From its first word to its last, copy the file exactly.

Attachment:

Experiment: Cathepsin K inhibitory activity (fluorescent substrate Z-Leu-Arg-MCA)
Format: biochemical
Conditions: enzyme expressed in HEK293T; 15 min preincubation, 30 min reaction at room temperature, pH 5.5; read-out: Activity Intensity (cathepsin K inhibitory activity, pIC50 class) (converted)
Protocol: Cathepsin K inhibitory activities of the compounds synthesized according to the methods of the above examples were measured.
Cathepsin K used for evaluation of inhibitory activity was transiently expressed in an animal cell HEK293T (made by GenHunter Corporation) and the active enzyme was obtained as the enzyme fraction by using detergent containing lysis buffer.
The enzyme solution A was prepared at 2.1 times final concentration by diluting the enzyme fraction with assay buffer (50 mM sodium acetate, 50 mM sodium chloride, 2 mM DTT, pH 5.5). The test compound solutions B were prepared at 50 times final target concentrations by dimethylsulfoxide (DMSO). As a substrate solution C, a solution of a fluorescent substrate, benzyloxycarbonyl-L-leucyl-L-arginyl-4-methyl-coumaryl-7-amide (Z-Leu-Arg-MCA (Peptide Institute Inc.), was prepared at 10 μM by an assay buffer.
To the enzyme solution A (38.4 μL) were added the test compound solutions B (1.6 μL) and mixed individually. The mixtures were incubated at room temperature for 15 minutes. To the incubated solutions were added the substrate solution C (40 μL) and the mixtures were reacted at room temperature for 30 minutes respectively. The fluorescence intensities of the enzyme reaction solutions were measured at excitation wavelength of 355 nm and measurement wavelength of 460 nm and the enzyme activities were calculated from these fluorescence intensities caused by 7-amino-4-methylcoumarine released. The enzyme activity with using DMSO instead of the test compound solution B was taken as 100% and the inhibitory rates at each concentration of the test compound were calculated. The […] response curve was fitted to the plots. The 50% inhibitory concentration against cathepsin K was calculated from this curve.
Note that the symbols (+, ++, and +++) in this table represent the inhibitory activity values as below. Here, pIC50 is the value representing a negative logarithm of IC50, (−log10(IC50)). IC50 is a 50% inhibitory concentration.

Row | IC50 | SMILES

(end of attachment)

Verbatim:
Experiment: Cathepsin K inhibitory activity (fluorescent substrate Z-Leu-Arg-MCA)
Format: biochemical
Conditions: enzyme expressed in HEK293T; 15 min preincubation, 30 min reaction at room temperature, pH 5.5; read-out: Activity Intensity (cathepsin K inhibitory activity, pIC50 class) (converted)
Protocol: Cathepsin K inhibitory activities of the compounds synthesized according to the methods of the above examples were measured.
Cathepsin K used for evaluation of inhibitory activity was transiently expressed in an animal cell HEK293T (made by GenHunter Corporation) and the active enzyme was obtained as the enzyme fraction by using detergent containing lysis buffer.
The enzyme solution A was prepared at 2.1 times final concentration by diluting the enzyme fraction with assay buffer (50 mM sodium acetate, 50 mM sodium chloride, 2 mM DTT, pH 5.5). The test compound solutions B were prepared at 50 times final target concentrations by dimethylsulfoxide (DMSO). As a substrate solution C, a solution of a fluorescent substrate, benzyloxycarbonyl-L-leucyl-L-arginyl-4-methyl-coumaryl-7-amide (Z-Leu-Arg-MCA (Peptide Institute Inc.), was prepared at 10 μM by an assay buffer.
To the enzyme solution A (38.4 μL) were added the test compound solutions B (1.6 μL) and mixed individually. The mixtures were incubated at room temperature for 15 minutes. To the incubated solutions were added the substrate solution C (40 μL) and the mixtures were reacted at room temperature for 30 minutes respectively. The fluorescence intensities of the enzyme reaction solutions were measured at excitation wavelength of 355 nm and measurement wavelength of 460 nm and the enzyme activities were calculated from these fluorescence intensities caused by 7-amino-4-methylcoumarine released. The enzyme activity with using DMSO instead of the test compound solution B was taken as 100% and the inhibitory rates at each concentration of the test compound were calculated. The […] response curve was fitted to the plots. The 50% inhibitory concentration against cathepsin K was calculated from this curve.
Note that the symbols (+, ++, and +++) in this table represent the inhibitory activity values as below. Here, pIC50 is the value representing a negative logarithm of IC50, (−log10(IC50)). IC50 is a 50% inhibitory concentration.

Row | IC50 | SMILES